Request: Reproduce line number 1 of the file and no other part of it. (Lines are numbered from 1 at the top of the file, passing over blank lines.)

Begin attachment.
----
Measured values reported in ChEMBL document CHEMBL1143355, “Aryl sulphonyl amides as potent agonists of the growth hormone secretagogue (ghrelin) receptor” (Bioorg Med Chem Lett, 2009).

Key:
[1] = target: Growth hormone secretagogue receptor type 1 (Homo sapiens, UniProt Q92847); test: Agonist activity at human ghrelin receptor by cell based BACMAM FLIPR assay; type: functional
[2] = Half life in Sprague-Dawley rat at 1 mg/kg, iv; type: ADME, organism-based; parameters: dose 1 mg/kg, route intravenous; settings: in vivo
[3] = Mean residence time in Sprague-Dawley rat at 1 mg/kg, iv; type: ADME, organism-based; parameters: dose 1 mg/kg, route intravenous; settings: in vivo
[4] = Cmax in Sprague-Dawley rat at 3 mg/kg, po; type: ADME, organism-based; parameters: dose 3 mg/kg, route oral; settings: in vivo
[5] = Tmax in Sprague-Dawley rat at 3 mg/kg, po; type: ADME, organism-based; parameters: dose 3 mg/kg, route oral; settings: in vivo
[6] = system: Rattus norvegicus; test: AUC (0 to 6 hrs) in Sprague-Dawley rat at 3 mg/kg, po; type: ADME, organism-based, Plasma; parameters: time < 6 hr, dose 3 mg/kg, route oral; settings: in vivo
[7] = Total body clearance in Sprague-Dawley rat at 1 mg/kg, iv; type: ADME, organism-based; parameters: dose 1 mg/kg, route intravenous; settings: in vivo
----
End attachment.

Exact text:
Measured values reported in ChEMBL document CHEMBL1143355, “Aryl sulphonyl amides as potent agonists of the growth hormone secretagogue (ghrelin) receptor” (Bioorg Med Chem Lett, 2009).